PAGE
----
On appeal from the Superior Court, Chancery Division, Passaic County.
Michels, Ard and Furman. The opinion of the court was delivered by Furman, J.s.c. (temporarily assigned).
Right of access by a stockholder to the list of stockholders and by-laws of a corporation is at issue on this appeal. Judge Ciolino ordered that both be made available to plaintiff, a 13% stockholder in defendant corporation, upon verified complaint, order to show cause and affidavits. Defendant appeals.
Defendant's brief raises no legal or factual contention countering plaintiff's right of access to the corporate by-laws, which are a contract between the corporation and its stockholders and the stockholders inter sese. Leeds v. Harrison , 7 N.J. Super. 558, 570 (Ch.Div.1950). Plaintiff, as a stockholder governed by them, is entitled to access to the corporate by-laws.
As for plaintiff's claim of right of access to the stockholder list, defendant contends that plaintiff failed to show a proper purpose under N.J.S.A. 14A:5-28(3), that affidavits on behalf of defendant establish plaintiff's bad faith and ulterior motive barring him from access or that, at the least, a plenary hearing should have been held to resolve disputed facts.
N.J.S.A. 14A:5-28(3) provides:
Any person who shall have been a shareholder of record of a corporation for at least six months immediately preceding his demand, or any person holding, or so authorized in writing by the holders of, at least 5% of the outstanding shares of any class or series, upon at least five days' written demand shall have the right for any proper purpose to examine in person or by agent or attorney, during usual business hours, its minutes of the proceedings of its shareholders and record of shareholders and to make extracts therefrom, at the places where the same are kept pursuant to subsection 14A:5-28(1).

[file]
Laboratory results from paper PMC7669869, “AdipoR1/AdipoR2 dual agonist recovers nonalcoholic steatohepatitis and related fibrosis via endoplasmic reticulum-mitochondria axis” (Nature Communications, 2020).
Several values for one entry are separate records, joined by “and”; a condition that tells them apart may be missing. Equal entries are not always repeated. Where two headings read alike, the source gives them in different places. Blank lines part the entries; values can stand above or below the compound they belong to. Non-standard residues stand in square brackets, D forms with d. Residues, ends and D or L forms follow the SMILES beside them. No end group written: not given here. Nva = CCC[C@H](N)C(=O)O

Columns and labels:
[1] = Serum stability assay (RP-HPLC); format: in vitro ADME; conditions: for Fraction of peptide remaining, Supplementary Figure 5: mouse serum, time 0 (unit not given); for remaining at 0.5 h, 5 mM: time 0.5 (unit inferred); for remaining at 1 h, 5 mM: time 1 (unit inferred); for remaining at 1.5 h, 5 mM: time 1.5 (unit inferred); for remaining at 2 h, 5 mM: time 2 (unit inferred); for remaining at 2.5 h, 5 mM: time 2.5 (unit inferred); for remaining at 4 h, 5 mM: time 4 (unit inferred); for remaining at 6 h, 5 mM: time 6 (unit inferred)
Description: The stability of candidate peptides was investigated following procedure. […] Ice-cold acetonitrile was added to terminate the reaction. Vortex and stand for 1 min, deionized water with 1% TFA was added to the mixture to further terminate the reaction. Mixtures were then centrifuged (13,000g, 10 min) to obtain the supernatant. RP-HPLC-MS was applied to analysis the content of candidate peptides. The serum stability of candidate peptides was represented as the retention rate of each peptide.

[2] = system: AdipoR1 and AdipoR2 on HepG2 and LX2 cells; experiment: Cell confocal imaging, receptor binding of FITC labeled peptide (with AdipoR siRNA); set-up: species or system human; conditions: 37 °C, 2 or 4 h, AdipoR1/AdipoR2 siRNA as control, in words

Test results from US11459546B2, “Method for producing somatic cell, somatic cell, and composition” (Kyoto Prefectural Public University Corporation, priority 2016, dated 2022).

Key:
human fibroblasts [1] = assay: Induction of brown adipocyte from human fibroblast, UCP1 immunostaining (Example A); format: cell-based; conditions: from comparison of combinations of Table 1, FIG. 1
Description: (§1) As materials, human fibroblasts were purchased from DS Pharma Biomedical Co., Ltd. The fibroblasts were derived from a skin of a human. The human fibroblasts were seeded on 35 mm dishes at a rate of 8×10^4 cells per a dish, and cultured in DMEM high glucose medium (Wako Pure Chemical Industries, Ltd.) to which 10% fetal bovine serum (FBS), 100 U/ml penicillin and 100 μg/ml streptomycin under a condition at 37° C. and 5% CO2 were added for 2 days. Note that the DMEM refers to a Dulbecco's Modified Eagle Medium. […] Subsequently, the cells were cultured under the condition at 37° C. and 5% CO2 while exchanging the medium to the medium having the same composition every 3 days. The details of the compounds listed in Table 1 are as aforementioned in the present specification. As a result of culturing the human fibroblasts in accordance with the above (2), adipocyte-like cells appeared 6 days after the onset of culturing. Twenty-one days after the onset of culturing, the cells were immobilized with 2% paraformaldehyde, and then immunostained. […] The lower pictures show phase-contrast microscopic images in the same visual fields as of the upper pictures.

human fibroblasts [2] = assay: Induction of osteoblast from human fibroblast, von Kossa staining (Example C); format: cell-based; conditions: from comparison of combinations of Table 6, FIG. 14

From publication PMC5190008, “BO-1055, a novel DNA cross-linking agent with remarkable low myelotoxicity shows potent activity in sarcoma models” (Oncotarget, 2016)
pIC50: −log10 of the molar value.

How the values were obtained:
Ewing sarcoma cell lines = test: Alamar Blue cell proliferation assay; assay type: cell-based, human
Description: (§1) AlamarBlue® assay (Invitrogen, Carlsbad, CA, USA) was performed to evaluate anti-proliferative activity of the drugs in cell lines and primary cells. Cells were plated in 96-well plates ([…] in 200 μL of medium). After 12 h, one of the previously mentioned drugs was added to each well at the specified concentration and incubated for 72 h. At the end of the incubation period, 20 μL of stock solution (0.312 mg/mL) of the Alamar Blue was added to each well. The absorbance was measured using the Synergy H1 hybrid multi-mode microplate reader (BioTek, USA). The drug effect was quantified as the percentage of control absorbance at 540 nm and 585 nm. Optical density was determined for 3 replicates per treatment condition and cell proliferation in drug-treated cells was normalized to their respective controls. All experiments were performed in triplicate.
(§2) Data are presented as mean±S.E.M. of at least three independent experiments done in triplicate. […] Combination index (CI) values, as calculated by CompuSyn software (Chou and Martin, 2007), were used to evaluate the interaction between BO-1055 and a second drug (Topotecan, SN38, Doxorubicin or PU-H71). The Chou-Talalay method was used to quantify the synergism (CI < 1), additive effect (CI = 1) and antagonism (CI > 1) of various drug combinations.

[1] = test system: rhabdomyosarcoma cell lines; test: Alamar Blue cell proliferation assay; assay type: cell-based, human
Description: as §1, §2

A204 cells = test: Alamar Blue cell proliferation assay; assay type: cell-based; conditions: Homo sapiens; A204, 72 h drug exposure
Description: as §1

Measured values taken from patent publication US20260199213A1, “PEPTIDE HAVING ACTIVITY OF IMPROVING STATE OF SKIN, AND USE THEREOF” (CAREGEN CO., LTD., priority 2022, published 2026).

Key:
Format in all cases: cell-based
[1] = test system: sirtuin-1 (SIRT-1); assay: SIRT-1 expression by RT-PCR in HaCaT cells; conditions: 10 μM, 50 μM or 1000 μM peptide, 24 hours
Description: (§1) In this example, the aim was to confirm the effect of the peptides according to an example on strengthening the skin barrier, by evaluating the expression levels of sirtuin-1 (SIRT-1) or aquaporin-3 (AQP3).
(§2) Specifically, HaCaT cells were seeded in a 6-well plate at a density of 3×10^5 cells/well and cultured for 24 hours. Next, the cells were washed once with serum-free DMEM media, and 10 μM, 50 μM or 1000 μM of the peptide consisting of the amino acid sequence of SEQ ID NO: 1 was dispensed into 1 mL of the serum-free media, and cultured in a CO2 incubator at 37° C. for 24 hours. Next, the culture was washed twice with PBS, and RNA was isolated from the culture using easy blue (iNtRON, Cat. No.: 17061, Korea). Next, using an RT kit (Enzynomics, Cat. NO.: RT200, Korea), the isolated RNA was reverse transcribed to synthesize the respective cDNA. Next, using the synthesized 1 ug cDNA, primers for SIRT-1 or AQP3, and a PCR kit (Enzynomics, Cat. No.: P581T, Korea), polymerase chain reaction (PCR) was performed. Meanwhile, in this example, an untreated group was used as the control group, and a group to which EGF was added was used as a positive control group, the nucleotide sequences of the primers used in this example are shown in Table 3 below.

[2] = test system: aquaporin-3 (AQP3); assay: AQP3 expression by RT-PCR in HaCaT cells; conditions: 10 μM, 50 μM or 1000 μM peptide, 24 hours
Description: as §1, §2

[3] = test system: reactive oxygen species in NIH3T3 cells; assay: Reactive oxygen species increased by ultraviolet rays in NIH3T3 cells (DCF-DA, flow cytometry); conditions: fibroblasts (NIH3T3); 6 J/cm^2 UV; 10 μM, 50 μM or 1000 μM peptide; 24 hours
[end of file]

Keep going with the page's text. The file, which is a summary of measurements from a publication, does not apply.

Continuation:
Plaintiff's principal, George Delmarmo, sought and was denied access to the stockholder list prior to the commencement of this litigation. The verified complaint does not allege a purpose; no affidavit was filed supporting the order to show cause. During oral argument Delmarmo stated that he wanted the stockholder list to show him the stockholders.
According to affidavits on behalf of defendant, Delmarmo's purpose was to solicit purchase of stock from other stockholders in order to gain control and assume management himself, to accomplish his employment by defendant as a consultant, to merge or sell defendant or initiate a public offering of its stock. Defendant is an industrial hardware corporation founded in 1895, an established, successful business. It is threatened with disruption by an outsider without business experience in industrial hardware, a self-proclaimed "wheeler-dealer," according to the affidavit of its officers.
Nevertheless, the burden of proof rests on defendant to show that plaintiff's purpose is improper barring it from access to the stockholder list. Morris v. United Piece Dye Works , 137 N.J.L. 262 (Sup.Ct.1948); Vernam v. Scott , 12 N.J.Misc. 177 (Sup.Ct.1934). In our view, defendant failed to meet that burden of proof.
The purpose of gaining voting control of a corporation through purchase of stock or solicitation of proxies is not improper. Feist v. Joseph Dixon Crucible Co. , 30 N.J. Super. 153, 156-157 (App.Div.1954); Western Pacific Indus., Inc. v. Liggett & Myers, Inc. , 310 A.2d 669, 671 (Del.Ch.1973). An intent antagonistic towards present management is not evidential of bad faith or ulterior motive detrimental to the corporation itself. Brown v. Central Home Trust Co. , 129 N.J.L. 213 (Sup.Ct.1942).
Defendant's affidavits assert no hostile intent towards defendant nor other improper purpose in plaintiff's seeking access to the names, addresses and numbers of shares of other stockholders. As a 13% stockholder plaintiff enjoys the right to purchase stock and solicit proxies from other stockholders for the ultimate purpose of ousting present management and assuming management under ...